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Published: Wednesday, 5/14/2008

Pitching, defense carry Indians to another win

BY JOE VARDON
BLADE SPORTS WRITER

CLEVELAND - Think about this.

The Indians' highest-paid hitter, Travis Hafner, is batting .223. Their clean-up hitter, Victor Martinez, has exactly zero home runs this year, and collectively the team is batting .202 this month.

Sound the alarm? Throw 'em a rope? Is this team circling the drain?

Just the opposite. Because the Indians pitch and play defense better than just about everyone else, they're winners of six of their last eight.

Cleveland's two strong suits certainly sparked its latest triumph, a 4-0 decision over the Oakland Athletics last night.

Paul Byrd turned in 71/3 shutout innings, extending the scoreless streak for Indians starting pitchers to 34 innings.

Any rally mounted against Byrd last night was quickly squashed by a did-you-just-see-that play behind him.

"Unbelievable," Byrd said of the Tribe's defense. "I just kept fist-pumping and making sure the guys wink back at me when they got back to their position. They deserve a lot of credit."

The highlights began in the second inning, when center fielder Grady Sizemore fielded a base hit and threw out Frank Thomas at home plate with two outs. The next inning left fielder David Dellucci leaped up against the outfield wall to take extra bases away from Donnie Murphy.

Not to be outdone, Sizemore came racing in on Kurt Suzuki's sinking liner in the sixth, dove forward and caught it. Second baseman Asdrubal Cabrera made a falling, over-the-shoulder catch on Bobby Crosby's blooper in the eighth.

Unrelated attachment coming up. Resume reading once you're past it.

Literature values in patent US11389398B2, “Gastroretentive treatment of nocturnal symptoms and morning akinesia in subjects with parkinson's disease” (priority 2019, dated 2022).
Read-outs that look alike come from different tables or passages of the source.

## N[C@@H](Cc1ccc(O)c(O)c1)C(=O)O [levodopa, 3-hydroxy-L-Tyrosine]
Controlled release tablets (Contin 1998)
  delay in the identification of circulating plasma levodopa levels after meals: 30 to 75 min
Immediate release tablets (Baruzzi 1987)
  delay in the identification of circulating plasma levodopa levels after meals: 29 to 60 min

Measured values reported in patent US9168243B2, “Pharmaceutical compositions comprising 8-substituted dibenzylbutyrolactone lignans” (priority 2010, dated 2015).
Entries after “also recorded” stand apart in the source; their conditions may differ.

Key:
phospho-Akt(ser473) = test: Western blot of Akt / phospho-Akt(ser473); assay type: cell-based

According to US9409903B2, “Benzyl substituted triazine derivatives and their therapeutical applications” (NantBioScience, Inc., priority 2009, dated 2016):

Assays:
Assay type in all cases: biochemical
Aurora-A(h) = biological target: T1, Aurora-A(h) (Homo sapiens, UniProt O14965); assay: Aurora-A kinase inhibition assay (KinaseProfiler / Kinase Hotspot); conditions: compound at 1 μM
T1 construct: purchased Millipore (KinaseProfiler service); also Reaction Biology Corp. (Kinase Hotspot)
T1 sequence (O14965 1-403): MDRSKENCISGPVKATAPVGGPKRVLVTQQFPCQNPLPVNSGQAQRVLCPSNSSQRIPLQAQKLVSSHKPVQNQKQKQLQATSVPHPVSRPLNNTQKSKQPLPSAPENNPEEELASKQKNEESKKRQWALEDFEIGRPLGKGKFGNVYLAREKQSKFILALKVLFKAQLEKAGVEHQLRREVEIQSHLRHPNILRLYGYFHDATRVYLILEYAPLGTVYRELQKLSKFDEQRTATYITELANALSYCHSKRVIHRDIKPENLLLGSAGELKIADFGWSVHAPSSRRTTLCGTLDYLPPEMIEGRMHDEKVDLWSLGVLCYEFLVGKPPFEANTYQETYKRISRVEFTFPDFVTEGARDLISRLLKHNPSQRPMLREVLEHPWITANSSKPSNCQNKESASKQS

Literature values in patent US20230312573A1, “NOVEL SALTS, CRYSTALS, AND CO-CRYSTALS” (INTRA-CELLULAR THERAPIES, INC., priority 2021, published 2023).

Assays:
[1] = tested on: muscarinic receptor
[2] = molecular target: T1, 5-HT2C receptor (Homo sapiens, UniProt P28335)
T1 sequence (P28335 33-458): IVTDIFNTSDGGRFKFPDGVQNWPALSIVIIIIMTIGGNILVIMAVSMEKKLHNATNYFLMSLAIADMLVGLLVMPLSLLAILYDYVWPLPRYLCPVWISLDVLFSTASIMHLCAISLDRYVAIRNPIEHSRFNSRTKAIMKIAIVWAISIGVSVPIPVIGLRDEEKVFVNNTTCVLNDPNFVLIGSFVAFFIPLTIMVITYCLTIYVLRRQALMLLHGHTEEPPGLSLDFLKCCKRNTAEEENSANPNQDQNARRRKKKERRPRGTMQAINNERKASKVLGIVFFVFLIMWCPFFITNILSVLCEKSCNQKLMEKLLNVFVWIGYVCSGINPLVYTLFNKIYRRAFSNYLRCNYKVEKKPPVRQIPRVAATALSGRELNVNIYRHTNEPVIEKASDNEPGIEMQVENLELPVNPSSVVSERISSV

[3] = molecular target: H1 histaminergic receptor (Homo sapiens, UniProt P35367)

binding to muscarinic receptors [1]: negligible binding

"My box score is going to look good in the paper tomorrow" Byrd siad, "but if you didn't see the game, you'd think I just threw great. The reality is they made a lot of really tough plays. I could've easily lost this game."

Byrd (2-3) set a personal season high with seven strikeouts, and he had some tough acts to follow. Cleveland starters C.C. Sabathia, Fausto Carmona, and Cliff Lee all pitched scoreless games prior to Byrd's start.

Indians starters have allowed just one run in the last 39 innings, and own the AL's lowest ERA for starting pitchers at 3.06.

Masa Kobayashi recorded the final four outs for his first major league save.

Hafner, struggling all season, came up with two hits, including an RBI single off Oakland starter Justin Duchscherer (3-2) in the first.

He's now the club's all-time leader for RBI's by a DH with 460, surpassing Andre Thorton.

Hafner kept the Indians (20-19) alive with a two-out single in the eighth, setting the stage for Ryan Garko's three-run homer.

Contact Joe Vardon at:

jvardon@theblade.com

or 419-410-5055.



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